He spoke of a "star ship," a vessel that could cross light-years. Of a home farther away, he said, than she could possibly imagine, though he was wrong about that. Of visiting so many alien races that her head spun. Of instruments that replicated food, others that shot like an arrow from a bow.

"So," she said at one point in a stern voice, "you are like the Alilann. You value only technology."

"That's not quite true," he said, and then proceeded to utterly confuse her by telling her of a friend who loved to make music, of a place called Sandrine's where one danced, of a captain who was a scientist but who loved to paint, of a funny alien named Neelix who reveled in preparing fresh-grown food.

Trima stared, completely taken aback. For her, it was a new sensation. Little startled her, but this —

"How do you do it?" she demanded. "How can you integrate both castes like that?"

"Because we don't have a caste system," he said. "If your planet is a member of the United Federation of Planets, you can partake as little or as much of technology as you like. For example, Chakotay's family was pretty traditional. They grew a lot of their own food and didn't really avail themselves of all the technology they could have. I grew up in a family that was very involved with Starfleet, so my experience was almost the opposite. But even I appreciate a home-cooked meal or skill with the arts."

Trima realized she was gaping at him. She closed her mouth and tried to summon outrage, but for a long few seconds she couldn't do it. To imagine a life where one chose one's destiny. One could embrace either extreme or a middle ground, living in an Alilann-like city with art on the metal walls, eating fresh foods but sleeping protected from the elements — it was a revelation.

He looked at her curiously, and finally she remembered who she was supposed to be. She frowned terribly and stood up quickly.

"You speak blasphemy, Tom Paris," she cried. She didn't have to feign the trembling that shook her body, but she hoped he attributed it to outrage. "But since you are still very much a Stranger, I will forgive you. Speak no more of this obscene blending of castes among the Sumar-ka." A thought struck her. "Since I am your spiritual advisor, you may speak of it to me. But to no one else, on pain of expulsion!"

He sobered at that. "I get it, Trima. Culil, I should say. Sorry to have offended you."

She turned her back to him, uncertain as to whether her shining eyes would give the lie to her words. "Go, now. We will speak further of this, in private."

She heard him walk to the door, heard it close behind him. Trima didn't move for a moment, then turned around. Yes, he was gone. She let out her breath in a rush and clapped a hand to her mouth. What he had said shook her to her very marrow. Could it really be so? Did his people truly live like this? She needed to hear more about it, and soon.

But in the meantime, she had duties to attend to. Trima went to a carved wooden chest, opened it, and removed the false bottom. There, looking spectacularly out of place, were five items. Two were communications devices they had found on the Strangers, which looked more like jewelry than technology. Two others were weapons, also recovered from Tom and Chakotay. These looked like the weapons they were. The fifth item was a small handheld communication device unlike the ones the two Federation representatives had carried. It sparkled in the shafts of sun that filtered through the shutters, and one corner of it pulsed bright green.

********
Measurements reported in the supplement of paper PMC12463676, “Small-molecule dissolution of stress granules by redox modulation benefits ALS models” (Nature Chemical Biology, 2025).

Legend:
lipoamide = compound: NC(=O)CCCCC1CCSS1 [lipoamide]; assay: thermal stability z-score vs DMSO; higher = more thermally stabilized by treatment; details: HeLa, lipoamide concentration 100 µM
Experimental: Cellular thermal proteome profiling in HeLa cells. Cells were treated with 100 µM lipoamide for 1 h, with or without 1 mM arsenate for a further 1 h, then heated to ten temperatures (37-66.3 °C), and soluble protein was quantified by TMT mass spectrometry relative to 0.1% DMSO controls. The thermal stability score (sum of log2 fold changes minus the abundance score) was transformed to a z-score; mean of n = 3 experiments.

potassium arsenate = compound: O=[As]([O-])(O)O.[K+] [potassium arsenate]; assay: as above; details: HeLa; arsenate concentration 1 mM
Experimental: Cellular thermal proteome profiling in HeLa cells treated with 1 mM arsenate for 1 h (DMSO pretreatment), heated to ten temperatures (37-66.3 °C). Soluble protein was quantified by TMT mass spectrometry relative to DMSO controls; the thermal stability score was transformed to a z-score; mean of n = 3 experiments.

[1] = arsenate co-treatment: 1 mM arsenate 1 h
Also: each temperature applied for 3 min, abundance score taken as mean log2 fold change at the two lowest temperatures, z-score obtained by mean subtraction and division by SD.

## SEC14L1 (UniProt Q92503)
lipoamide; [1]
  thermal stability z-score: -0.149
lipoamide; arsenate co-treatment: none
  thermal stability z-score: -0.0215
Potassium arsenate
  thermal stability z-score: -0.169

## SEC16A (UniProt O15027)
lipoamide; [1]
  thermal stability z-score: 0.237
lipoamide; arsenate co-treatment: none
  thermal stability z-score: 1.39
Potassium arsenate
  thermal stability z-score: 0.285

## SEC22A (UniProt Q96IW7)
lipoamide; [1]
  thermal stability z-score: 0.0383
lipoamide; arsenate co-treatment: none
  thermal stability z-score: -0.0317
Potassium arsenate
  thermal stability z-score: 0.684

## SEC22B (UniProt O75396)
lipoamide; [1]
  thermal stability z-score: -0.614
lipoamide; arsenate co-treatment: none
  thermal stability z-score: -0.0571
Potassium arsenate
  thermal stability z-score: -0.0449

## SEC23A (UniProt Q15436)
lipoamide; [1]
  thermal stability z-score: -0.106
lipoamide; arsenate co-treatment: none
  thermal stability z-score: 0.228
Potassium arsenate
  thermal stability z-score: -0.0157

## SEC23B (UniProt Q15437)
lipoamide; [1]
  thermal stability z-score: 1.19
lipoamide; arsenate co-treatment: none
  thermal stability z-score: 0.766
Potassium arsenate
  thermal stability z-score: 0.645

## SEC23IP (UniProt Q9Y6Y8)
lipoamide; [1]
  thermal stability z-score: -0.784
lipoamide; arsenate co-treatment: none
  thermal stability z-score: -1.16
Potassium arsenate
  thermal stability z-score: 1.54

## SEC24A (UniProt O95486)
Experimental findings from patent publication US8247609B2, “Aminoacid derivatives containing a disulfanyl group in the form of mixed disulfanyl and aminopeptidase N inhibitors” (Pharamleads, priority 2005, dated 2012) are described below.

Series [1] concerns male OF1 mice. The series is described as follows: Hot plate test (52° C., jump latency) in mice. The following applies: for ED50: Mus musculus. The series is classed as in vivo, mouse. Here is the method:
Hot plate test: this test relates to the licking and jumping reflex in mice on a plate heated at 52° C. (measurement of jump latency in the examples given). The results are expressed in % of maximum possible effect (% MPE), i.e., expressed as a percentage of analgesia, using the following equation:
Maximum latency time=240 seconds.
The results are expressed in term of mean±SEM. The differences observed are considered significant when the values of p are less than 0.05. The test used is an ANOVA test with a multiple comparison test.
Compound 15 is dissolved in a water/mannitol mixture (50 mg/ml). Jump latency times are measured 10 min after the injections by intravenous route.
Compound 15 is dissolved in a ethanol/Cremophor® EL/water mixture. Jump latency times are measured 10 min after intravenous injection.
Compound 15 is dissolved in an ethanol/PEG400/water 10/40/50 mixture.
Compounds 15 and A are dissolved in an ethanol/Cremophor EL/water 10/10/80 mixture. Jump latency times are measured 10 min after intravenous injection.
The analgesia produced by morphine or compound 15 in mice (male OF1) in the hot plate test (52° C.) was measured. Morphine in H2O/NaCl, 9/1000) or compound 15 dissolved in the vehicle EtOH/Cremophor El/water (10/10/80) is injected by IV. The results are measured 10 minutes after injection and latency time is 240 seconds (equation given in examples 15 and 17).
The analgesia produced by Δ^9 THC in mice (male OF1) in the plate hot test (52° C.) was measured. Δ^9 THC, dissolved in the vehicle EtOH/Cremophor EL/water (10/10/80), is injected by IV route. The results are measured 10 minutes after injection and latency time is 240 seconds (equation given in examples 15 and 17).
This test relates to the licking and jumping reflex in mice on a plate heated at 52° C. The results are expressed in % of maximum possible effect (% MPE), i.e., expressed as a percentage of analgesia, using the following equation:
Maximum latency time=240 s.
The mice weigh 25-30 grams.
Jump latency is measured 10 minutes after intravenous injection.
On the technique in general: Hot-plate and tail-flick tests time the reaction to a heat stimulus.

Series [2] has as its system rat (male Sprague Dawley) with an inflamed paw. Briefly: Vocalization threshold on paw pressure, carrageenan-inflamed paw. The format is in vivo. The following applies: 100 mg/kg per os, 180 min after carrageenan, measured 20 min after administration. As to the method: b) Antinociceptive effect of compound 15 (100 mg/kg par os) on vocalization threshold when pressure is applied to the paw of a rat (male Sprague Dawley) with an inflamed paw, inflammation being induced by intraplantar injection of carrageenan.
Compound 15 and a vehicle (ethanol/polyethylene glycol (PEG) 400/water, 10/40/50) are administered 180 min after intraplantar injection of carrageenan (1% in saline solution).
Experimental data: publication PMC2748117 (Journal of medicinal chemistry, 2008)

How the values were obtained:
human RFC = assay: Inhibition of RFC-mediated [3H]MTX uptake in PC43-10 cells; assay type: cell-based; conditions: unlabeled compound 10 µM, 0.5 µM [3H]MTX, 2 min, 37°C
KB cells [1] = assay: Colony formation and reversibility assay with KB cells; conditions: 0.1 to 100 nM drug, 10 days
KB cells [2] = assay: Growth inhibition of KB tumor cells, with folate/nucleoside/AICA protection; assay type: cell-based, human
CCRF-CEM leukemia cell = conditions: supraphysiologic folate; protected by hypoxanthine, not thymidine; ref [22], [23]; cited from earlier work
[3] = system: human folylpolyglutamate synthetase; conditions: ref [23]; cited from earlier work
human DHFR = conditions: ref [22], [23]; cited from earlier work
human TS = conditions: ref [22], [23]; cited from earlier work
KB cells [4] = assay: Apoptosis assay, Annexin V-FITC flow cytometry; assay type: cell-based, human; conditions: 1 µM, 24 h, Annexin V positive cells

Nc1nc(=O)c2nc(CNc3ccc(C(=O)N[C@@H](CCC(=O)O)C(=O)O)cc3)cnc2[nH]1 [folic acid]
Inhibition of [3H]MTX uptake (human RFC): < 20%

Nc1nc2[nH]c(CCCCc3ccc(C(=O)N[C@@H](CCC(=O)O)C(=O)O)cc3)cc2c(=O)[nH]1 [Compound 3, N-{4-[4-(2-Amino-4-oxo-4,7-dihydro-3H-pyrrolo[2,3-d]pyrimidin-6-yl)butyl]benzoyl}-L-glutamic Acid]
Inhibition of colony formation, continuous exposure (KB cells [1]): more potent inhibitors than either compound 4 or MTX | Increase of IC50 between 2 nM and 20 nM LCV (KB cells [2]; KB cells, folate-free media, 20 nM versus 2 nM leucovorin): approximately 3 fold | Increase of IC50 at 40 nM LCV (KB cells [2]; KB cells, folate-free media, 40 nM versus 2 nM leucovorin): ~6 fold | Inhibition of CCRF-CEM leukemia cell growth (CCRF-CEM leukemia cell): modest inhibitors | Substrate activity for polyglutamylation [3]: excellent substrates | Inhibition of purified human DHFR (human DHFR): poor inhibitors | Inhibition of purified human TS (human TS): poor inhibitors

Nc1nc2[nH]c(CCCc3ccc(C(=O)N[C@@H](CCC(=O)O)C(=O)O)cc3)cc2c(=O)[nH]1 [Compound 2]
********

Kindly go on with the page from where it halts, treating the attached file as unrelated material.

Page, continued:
She removed it and checked for a message. There was one, short and to the point. Yet another Culil in another village had died under mysterious circumstances. This made the sixth one in almost as many moon cycles.

And now, she was Culil. She sat the device on her lap, and began to manually enter a message — quick, efficient, full of detail, and to the point. As all her missives to the Alilann were.

Our Culil was found dead several days ago, a clear mark of a directed energy weapon on his chest. Fortunately, or unfortunately, whoever committed the atrocity was clever enough to cover his tracks. The Culil's domicile was filled with the smoke from the Sacred Plant, which was directly responsible for his death; the energy weapon was obviously set to only stun. No one in the village has noticed, though I think this alien Paris might suspect something.

Either that, or he or his companion Chakotay is the killer. Chakotay disappeared the night of Matroci's murder, which makes me very suspicious. They could be the ones killing the Culils, wandering from village to village, place to place. They had the weapons, though I think it odd that Chakotay and Tom would have been able to find where I had hidden them, used them, and then returned them.

You must let me know if Chakotay was Recovered or if he fled on his own. And if the former, then why did you not take Tom Paris? I am in danger now. Please advise.

Trima paused, then recklessly continued, voicing her emotions. They are only Culilann, but they are not beasts to be slaughtered so. Matroci was a voice of calm reason in this village, and his death is a setback for everything save an increase in hostilities. Was this authorized? I repeat, was this authorized? If not, and if Chakotay was indeed Recovered, then, Implementer, you have a rogue on your hands, and no one is safe.

Trima sighed, then tapped in her signature: "The Silent One."

Copyright © 2000 by Paramount Pictures